by Evan and Andrew
Image courtesy ofÂ @frombarreltobottle
We have another Cadenhead single malt today, and will thus continue the Cadenhead Tale with Part IV. When we left off with George Duthie’s untimely demise, Ann Oliver took over. For the next 4 decades Ann Oliver, who is remembered as something of an eccentric, ran the business how she saw fit. She was better at purchasing than selling and had a reputation for buying liberally and often. When she was finally forced to retire the Cadenheads warehouses were overflowing with not just wine and spirits, but also empty bottles and labels. But that wasn’t the worst bit of news, it seems Ms. Oliver was also not a fan of bookkeeping and had kept practically no records. Without records, the bank deemed Cadenheads insolvent and the business and all of its assets were put up for auction by Christie’s in early October of 1972. The sale’s catalogue ran to 167 pages.
The auction caught the attention of Hedley Wright, owner of Springbank Distillery in Campbeltown. While the firm itself and its whiskies would certainly have been of interest to Mr. Wright, it was the stock of empty bottles that most interested him. There was a shortage of glass bottles in the UK at the time. In the end, Hedley acquired Cadenhead through J&A Mitchell, and in the terms of the agreement, it was made clear that he wanted Cadenheads stock of empty bottles. The sale went through, but the bottles were never found…
That concludes this bottle’s history lesson on Cadenheadâ€™s. More to come in Part V, the start of the Cadenhead’s modern era! Now: onto the distillery.
Balmenach distillery was (officially) founded in 1824 when it was licensed to James MacGregor, who came from a family of farmers and illicit distillers. MacGregor at the time operated the similarly named Balminoch Farm when the local Gauger showed up for an impromptu inspection of the farm buildings and their contents. The Gauger â€˜suggestedâ€™ to MacGregor that he obtain a distillery licence after he tried to tell the man that a building which held an illicit still was just a simple peat shed. Obviously, that excuse did not fly, and luckily MacGregor was smart enough to listen.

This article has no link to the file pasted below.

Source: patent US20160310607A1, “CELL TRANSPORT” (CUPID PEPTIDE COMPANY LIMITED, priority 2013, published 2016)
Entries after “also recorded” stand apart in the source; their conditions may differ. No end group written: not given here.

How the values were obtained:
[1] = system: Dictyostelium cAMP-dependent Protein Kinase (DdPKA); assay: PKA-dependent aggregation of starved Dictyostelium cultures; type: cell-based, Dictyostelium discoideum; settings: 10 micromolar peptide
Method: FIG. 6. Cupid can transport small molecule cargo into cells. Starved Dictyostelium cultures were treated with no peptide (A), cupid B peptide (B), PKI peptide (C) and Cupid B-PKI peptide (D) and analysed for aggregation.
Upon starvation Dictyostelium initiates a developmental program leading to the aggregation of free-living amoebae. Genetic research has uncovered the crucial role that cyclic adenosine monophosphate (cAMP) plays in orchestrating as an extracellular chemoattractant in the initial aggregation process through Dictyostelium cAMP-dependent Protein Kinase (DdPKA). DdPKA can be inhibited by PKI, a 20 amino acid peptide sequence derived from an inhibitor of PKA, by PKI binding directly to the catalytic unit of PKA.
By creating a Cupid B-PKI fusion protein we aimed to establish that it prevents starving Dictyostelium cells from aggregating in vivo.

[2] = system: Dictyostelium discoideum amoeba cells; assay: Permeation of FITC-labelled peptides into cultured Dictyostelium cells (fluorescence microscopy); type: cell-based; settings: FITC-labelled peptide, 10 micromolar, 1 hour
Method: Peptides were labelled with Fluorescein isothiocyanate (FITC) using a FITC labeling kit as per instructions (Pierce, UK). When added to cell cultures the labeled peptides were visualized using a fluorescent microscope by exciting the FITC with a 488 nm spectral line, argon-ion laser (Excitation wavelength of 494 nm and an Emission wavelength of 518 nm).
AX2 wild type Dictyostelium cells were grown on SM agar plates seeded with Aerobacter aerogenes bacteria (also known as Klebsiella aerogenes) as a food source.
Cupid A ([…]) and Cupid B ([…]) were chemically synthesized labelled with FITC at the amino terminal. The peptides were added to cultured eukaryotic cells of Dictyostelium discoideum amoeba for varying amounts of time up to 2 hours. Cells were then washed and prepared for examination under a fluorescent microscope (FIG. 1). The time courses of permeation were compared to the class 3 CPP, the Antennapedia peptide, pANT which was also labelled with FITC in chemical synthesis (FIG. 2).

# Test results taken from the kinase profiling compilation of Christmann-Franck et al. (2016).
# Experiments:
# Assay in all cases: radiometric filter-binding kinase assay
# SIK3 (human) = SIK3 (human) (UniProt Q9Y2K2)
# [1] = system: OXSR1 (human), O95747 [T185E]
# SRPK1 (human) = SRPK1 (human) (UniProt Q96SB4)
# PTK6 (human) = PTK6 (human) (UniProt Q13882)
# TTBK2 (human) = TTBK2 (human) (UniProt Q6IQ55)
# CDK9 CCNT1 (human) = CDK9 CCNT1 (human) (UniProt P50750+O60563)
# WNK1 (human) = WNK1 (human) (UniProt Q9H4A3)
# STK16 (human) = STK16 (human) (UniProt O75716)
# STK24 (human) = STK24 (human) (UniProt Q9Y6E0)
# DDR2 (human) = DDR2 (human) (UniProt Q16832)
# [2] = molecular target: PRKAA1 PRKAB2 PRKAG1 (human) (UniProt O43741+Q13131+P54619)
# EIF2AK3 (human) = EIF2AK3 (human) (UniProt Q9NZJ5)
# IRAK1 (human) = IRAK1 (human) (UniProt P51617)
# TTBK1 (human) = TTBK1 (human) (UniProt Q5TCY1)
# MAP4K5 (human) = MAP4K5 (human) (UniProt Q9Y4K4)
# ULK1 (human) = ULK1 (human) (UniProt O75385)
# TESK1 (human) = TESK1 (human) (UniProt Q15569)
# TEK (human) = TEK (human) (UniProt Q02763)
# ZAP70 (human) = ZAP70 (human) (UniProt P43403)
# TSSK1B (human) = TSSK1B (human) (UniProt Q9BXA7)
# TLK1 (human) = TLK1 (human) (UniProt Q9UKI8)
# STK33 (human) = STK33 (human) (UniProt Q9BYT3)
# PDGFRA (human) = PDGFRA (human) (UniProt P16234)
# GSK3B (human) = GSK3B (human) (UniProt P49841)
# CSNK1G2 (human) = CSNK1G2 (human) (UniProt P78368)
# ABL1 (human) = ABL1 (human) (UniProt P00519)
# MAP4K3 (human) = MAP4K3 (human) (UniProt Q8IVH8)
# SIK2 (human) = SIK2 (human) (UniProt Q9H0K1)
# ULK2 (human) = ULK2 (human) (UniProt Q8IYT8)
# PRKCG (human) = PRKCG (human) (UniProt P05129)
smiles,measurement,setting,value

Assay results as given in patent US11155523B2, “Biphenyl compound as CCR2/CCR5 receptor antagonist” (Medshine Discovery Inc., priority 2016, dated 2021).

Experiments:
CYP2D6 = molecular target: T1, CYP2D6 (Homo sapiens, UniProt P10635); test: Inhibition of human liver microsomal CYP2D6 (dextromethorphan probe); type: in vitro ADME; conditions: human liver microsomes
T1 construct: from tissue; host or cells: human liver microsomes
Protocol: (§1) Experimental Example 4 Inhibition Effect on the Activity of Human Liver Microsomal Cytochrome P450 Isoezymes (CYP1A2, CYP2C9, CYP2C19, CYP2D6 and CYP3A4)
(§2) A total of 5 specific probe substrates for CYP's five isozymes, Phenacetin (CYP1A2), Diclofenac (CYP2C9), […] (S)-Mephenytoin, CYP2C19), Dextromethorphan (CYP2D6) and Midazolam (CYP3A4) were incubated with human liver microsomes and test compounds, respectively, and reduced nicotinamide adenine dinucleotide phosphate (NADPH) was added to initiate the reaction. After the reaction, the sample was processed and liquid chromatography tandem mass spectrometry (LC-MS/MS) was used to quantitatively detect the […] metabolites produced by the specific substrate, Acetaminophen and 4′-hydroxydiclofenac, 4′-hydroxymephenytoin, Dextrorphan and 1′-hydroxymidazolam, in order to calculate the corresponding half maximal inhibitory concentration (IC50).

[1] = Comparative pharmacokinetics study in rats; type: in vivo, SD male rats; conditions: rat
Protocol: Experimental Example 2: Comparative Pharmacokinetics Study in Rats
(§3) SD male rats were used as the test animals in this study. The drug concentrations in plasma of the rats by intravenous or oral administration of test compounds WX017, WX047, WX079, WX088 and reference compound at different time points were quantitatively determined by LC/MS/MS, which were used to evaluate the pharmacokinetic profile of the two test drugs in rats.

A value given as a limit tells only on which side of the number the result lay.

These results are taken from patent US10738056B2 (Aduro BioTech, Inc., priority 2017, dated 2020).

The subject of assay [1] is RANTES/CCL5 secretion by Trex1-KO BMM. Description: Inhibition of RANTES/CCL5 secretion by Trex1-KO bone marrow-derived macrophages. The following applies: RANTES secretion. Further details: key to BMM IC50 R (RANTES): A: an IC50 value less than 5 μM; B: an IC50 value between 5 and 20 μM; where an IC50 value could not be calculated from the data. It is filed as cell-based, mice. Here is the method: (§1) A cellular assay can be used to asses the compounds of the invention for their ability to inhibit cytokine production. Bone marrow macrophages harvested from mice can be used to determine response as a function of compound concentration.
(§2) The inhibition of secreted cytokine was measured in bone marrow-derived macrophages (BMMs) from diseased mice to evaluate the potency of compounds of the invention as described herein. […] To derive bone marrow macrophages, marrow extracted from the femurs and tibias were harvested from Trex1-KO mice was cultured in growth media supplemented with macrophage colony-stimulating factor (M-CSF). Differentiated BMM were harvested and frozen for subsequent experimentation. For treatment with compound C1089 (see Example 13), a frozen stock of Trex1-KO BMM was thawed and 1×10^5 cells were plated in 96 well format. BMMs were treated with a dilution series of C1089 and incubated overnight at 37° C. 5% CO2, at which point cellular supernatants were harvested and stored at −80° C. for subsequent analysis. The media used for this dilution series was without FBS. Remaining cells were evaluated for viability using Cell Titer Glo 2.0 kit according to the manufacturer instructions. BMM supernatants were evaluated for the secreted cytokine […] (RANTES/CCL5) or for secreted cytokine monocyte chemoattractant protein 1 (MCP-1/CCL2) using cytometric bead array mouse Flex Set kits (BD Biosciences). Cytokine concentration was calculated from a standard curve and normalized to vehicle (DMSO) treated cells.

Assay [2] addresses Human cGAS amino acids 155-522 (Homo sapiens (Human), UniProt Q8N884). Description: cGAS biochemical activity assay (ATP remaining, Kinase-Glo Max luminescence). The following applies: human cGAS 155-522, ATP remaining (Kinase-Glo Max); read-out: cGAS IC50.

This was one of the earliest licences granted after the Small Stills act or Excise act of 1823 came to power. This was the piece of legislation that laid the foundation for the Scotch Whisky Industry as we know it today, making legal distillation an affordable and safer alternative to skirting the law. The Act made distilling legal upon obtaining the Â£10 licence and paying a set tax on each gallon of spirit produced.
The MacGregor family owned the Balmenach Distillery for nearly a century, eventually forming the Balmenach Glenlivet Distilling Company in 1897 before eventually selling it to a consortium that would later become part of DCL (Distillers Company Limited). The distillery itself remained in operation fairly steadily except for a wartime and then expansion closure between 1941 to 1947. This all changed in 1993 when the distillery was amongst many to be mothballed and/or entirely closed between the 1980s and 1990s due to a long glut in whisky sales. It reopened again in 1997 after being purchased by Inverhouse Distillers, who also own Balblair, Knockdhu (anCnoc), Old Pulteney, and Speyburn distilleries.
Balmenach does not get bottled as a Single Malt Scotch by owners Inverhouse/Thai Beverages, instead being used mostly for blends. Independent bottlings such as this mini from Cadenhead can be found from time to time, however. One of the only ways to drink official, distillery bottled Balmenach spirit is to buy their Caorunn Gin, which has been produced at the distillery since 2009.
Cadenhead Balmenach-Glenlivet 13 Year – 54.2% ABV
Nose: floral, canned pears in syrup, light citrus, butterscotch, vanilla, almond butter, white and milk chocolate, wood shavings with a slight hint of pine sap, peppery arugulaÂ and other leafy greens.
Palate: oily and creamy with cashews, canned pears again, apples, and dried fruits, honey-sweetened oatmeal, integrated cracked pepper notes along with soft wood spices.
Finish: sweet and nutty with a touch of pepper and oak.
Comments: I am honestly surprised. I have never been an avid Balmenach follower but this is one pleasant dram. Smooth and sweet with just a touch of spice to add nuance. Youthful for certain, but also delicious and well balanced! $ – 10.99 (50mL mini bottle ONLY -Â We are looking at bringing in regular size bottles as well.)
Playing catch-up on our 2018 Kensington Wine Market Whisky Advent Calendar?